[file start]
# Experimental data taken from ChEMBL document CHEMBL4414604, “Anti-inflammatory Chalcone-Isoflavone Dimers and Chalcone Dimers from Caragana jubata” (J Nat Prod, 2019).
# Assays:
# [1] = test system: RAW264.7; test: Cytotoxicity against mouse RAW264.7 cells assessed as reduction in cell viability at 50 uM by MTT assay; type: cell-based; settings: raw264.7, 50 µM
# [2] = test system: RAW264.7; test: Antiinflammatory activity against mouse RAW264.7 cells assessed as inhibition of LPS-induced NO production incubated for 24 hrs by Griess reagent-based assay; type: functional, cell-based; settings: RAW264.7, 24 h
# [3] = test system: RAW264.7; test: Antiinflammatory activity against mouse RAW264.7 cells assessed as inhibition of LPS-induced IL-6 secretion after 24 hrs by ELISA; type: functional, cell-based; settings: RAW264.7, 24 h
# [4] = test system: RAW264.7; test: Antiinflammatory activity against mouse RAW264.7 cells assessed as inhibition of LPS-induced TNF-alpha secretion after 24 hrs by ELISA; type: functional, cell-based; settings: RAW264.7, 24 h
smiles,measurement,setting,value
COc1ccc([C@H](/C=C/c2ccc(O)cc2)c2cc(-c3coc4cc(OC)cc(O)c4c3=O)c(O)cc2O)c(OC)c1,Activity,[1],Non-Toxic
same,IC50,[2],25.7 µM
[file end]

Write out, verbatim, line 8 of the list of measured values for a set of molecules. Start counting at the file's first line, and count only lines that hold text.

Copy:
COc1ccc([C@H](/C=C/c2ccc(O)cc2)c2cc(-c3coc4cc(OC)cc(O)c4c3=O)c(O)cc2O)c(OC)c1,Activity,[1],Non-Toxic